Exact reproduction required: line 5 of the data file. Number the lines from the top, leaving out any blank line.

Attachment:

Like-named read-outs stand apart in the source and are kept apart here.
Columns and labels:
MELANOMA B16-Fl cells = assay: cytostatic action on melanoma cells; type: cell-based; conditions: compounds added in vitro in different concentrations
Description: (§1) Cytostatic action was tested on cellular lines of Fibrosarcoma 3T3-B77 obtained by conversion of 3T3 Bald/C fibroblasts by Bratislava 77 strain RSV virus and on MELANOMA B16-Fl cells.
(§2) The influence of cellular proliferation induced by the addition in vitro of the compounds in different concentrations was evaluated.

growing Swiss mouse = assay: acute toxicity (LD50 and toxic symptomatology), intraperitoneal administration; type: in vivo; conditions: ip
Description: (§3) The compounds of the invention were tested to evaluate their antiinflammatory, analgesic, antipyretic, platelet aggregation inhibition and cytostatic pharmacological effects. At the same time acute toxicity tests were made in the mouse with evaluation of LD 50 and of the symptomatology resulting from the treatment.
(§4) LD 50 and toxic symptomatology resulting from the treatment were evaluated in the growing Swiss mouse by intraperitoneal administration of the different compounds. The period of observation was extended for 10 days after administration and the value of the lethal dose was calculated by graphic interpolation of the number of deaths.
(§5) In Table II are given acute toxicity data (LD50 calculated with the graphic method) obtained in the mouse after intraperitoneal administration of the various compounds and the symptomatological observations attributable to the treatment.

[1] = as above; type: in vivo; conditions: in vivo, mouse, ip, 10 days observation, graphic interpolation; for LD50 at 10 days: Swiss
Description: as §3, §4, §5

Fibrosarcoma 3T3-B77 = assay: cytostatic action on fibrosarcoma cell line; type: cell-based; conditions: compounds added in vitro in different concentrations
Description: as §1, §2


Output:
(§2) The influence of cellular proliferation induced by the addition in vitro of the compounds in different concentrations was evaluated.